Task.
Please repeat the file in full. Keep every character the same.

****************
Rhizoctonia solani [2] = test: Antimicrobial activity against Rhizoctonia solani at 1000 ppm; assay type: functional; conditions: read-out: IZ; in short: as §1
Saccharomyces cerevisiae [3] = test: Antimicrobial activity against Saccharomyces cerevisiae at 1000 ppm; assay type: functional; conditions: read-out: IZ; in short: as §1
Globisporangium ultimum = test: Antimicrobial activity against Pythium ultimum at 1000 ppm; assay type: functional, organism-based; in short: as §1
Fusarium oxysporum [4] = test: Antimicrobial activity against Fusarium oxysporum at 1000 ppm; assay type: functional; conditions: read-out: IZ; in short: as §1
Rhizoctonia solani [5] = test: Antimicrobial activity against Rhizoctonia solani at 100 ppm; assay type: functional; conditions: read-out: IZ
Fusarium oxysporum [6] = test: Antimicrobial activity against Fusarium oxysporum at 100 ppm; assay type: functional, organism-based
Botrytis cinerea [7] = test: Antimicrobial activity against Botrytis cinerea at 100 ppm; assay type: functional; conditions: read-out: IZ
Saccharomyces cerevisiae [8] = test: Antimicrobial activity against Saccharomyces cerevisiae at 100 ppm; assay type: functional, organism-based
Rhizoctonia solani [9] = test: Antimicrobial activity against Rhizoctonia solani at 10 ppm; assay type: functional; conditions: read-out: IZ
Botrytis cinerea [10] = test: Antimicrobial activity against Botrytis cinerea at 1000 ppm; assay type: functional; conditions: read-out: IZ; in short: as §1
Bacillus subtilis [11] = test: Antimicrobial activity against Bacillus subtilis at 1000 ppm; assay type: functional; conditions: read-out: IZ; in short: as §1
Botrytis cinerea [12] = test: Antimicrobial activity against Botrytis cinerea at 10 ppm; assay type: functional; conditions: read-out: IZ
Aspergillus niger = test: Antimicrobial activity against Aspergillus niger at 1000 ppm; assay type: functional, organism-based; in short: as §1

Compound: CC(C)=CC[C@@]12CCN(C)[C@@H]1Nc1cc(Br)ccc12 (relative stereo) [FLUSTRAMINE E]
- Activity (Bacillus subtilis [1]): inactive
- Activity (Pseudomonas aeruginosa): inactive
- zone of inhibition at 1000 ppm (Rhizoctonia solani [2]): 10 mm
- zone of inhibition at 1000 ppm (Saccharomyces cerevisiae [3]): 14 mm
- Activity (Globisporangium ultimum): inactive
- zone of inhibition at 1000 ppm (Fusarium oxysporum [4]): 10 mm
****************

Rhizoctonia solani [2] = test: Antimicrobial activity against Rhizoctonia solani at 1000 ppm; assay type: functional; conditions: read-out: IZ; in short: as §1
Saccharomyces cerevisiae [3] = test: Antimicrobial activity against Saccharomyces cerevisiae at 1000 ppm; assay type: functional; conditions: read-out: IZ; in short: as §1
Globisporangium ultimum = test: Antimicrobial activity against Pythium ultimum at 1000 ppm; assay type: functional, organism-based; in short: as §1
Fusarium oxysporum [4] = test: Antimicrobial activity against Fusarium oxysporum at 1000 ppm; assay type: functional; conditions: read-out: IZ; in short: as §1
Rhizoctonia solani [5] = test: Antimicrobial activity against Rhizoctonia solani at 100 ppm; assay type: functional; conditions: read-out: IZ
Fusarium oxysporum [6] = test: Antimicrobial activity against Fusarium oxysporum at 100 ppm; assay type: functional, organism-based
Botrytis cinerea [7] = test: Antimicrobial activity against Botrytis cinerea at 100 ppm; assay type: functional; conditions: read-out: IZ
Saccharomyces cerevisiae [8] = test: Antimicrobial activity against Saccharomyces cerevisiae at 100 ppm; assay type: functional, organism-based
Rhizoctonia solani [9] = test: Antimicrobial activity against Rhizoctonia solani at 10 ppm; assay type: functional; conditions: read-out: IZ
Botrytis cinerea [10] = test: Antimicrobial activity against Botrytis cinerea at 1000 ppm; assay type: functional; conditions: read-out: IZ; in short: as §1
Bacillus subtilis [11] = test: Antimicrobial activity against Bacillus subtilis at 1000 ppm; assay type: functional; conditions: read-out: IZ; in short: as §1
Botrytis cinerea [12] = test: Antimicrobial activity against Botrytis cinerea at 10 ppm; assay type: functional; conditions: read-out: IZ
Aspergillus niger = test: Antimicrobial activity against Aspergillus niger at 1000 ppm; assay type: functional, organism-based; in short: as §1

Compound: CC(C)=CC[C@@]12CCN(C)[C@@H]1Nc1cc(Br)ccc12 (relative stereo) [FLUSTRAMINE E]
- Activity (Bacillus subtilis [1]): inactive
- Activity (Pseudomonas aeruginosa): inactive
- zone of inhibition at 1000 ppm (Rhizoctonia solani [2]): 10 mm
- zone of inhibition at 1000 ppm (Saccharomyces cerevisiae [3]): 14 mm
- Activity (Globisporangium ultimum): inactive
- zone of inhibition at 1000 ppm (Fusarium oxysporum [4]): 10 mm